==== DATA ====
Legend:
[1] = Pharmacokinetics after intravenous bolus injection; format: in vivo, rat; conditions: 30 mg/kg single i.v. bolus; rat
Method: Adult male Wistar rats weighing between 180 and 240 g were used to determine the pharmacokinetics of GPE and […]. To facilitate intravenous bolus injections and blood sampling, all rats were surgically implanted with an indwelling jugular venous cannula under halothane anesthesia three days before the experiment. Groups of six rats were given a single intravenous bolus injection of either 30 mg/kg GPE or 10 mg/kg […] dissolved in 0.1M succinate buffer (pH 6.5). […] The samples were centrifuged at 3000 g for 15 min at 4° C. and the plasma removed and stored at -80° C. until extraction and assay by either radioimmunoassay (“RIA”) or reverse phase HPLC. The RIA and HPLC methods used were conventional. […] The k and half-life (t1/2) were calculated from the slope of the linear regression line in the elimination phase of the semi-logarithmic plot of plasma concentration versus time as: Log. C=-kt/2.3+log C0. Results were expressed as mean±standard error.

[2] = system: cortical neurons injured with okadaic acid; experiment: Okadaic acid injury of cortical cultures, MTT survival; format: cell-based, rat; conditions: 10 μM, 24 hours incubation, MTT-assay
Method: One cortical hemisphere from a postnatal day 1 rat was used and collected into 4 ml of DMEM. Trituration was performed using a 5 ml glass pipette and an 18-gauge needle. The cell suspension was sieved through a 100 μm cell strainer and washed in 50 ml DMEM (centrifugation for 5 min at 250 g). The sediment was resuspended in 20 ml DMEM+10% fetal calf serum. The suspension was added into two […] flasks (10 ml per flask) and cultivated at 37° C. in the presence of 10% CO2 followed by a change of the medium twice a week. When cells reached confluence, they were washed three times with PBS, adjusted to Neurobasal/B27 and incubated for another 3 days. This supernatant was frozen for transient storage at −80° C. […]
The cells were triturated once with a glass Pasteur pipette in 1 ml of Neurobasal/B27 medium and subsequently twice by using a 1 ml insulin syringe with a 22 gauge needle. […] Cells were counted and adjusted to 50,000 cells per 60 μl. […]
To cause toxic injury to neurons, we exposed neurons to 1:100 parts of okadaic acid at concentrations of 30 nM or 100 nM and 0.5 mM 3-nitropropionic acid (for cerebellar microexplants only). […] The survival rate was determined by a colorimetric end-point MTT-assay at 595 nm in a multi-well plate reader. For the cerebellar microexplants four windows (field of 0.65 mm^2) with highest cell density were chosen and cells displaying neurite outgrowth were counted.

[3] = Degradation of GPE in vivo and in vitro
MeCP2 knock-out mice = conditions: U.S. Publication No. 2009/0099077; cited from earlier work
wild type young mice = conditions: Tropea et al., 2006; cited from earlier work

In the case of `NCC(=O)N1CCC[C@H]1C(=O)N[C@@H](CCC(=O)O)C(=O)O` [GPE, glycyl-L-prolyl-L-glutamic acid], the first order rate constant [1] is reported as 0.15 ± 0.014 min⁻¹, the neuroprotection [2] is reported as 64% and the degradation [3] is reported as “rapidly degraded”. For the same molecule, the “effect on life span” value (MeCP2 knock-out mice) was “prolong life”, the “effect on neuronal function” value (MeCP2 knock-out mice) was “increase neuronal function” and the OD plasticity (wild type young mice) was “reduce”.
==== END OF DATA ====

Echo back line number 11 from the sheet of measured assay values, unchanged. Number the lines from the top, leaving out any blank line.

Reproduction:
In the case of `NCC(=O)N1CCC[C@H]1C(=O)N[C@@H](CCC(=O)O)C(=O)O` [GPE, glycyl-L-prolyl-L-glutamic acid], the first order rate constant [1] is reported as 0.15 ± 0.014 min⁻¹, the neuroprotection [2] is reported as 64% and the degradation [3] is reported as “rapidly degraded”. For the same molecule, the “effect on life span” value (MeCP2 knock-out mice) was “prolong life”, the “effect on neuronal function” value (MeCP2 knock-out mice) was “increase neuronal function” and the OD plasticity (wild type young mice) was “reduce”.